Cognitive Coach: MemeXerciser
Supporting Individuals with Episodic Memory Impairment
Cognitive Coach provides cognitive support to elders with episodic memory impairment (EMI). EMI is an early symptom of Alzheimer’s Disease and has a huge impact on a sufferer’s (and his/her caregiver’s) quality of life. By capturing past experiences and distilling salient cues, individuals can be supported in remembering past experiences more effectively.
Pervasive lifelogging systems use wearable or embedded sensor technologies such as cameras, audio recorders, location trackers, and physiological sensors to passively and automatically record the user’s personal experiences. Lifelogging technologies allow people with EMI to automatically record, review, and thus regain an awareness of meaningful personal experiences in their lives to maintain their sense of self. To overcome the overwhelmingly large amount of data that is collected, and that can be both tedious and difficult to review, lifelogging systems need to be designed to select the most important information to present in an engaging way to the user.
We have found that the most helpful cues for triggering an episodic recollection of an experience is determined by the type of the experience (such as people-based, location-based, action-based, or object-based experiences). Lifelogging systems could be designed to automatically filter the data they collect using simple heuristics based on the type of experience such as selecting instances of people, faces, or conversations in people-based experiences to present as memory cues. While automation may be effective for significantly reducing the amount of information to review, the best cues within these categories for triggering recollection must also be either personally significant or distinctive. Unfortunately, there are no simple heuristics to determine significance or distinctiveness of content in the lifelog.
We have designed the MemeXerciser, a lifelogging system based on the Microsoft SenseCam system that passively captures people’s experiences, but unlike the traditional SenseCam system, our system uses a hybrid strategy combining automated approaches with the expertise of the caregiver to select the most appropriate content from the lifelog to present as memory cues. Our system also provides a memory-stimulating, self-guided interaction for the person with EMI to recollect their experiences without burdening their caregiver. A comparative evaluation of our system that uses this self-guided review approach supports the memory of people with EMI better and reduces the burden placed on their caregivers.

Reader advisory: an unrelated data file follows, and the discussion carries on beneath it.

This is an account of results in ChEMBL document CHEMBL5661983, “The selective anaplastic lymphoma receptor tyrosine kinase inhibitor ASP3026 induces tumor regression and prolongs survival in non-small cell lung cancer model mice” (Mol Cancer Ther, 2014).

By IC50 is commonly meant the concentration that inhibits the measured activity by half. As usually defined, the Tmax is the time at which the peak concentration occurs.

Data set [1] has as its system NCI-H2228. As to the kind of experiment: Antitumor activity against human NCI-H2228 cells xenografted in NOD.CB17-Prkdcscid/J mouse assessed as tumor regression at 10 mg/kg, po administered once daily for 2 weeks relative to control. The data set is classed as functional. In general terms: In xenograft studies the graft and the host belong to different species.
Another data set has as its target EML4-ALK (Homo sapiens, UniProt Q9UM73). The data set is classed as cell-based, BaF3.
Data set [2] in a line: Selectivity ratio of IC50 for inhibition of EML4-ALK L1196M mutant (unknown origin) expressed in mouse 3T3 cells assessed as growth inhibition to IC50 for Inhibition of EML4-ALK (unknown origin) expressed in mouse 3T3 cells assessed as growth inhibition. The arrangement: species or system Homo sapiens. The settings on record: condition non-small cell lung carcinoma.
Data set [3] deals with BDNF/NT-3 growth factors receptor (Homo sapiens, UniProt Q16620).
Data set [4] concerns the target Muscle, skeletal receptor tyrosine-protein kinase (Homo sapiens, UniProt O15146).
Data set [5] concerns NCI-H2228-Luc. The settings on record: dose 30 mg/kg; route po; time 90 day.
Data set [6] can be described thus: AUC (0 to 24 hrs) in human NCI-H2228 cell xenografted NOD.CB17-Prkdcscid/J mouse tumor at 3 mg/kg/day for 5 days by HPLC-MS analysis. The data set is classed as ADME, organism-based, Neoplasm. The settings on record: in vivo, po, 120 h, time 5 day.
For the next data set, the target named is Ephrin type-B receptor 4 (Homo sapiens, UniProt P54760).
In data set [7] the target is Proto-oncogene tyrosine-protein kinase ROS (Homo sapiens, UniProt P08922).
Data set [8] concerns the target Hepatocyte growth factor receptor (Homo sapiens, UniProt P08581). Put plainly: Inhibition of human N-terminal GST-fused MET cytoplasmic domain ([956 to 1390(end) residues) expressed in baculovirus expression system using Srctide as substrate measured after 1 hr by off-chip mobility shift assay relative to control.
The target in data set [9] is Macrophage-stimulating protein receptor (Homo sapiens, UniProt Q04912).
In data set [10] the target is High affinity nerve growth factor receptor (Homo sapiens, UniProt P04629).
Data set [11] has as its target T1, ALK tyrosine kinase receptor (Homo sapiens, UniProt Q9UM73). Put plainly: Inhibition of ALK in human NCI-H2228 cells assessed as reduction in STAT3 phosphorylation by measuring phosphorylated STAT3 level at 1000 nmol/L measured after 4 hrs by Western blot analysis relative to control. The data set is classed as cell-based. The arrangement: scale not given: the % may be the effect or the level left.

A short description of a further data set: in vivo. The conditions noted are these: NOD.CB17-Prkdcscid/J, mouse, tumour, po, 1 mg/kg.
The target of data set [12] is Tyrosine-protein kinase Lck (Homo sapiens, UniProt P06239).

We have two main goals in this work: 1) to help people with episodic memory impairments improve their ability to remember past experiences, and 2) to reduce the burden placed on caregivers in helping cue and recall past experiences. The narrative created and experienced using MemeXerciser should help individuals remember more aspects of a given experience, than using a memory journal or replaying all the images (salient and not) from an experience (as is done when using the SenseCam alone). Rather than have a caregiver repeatedly and frustratingly have to cue particular memories, or have the caregiver repeatedly sit through and go over past experiences with a subject, MemeXercise simply allows the caregiver to create a narrative once, and then remind the subject to use the narrative, reducing overall caregiver burden.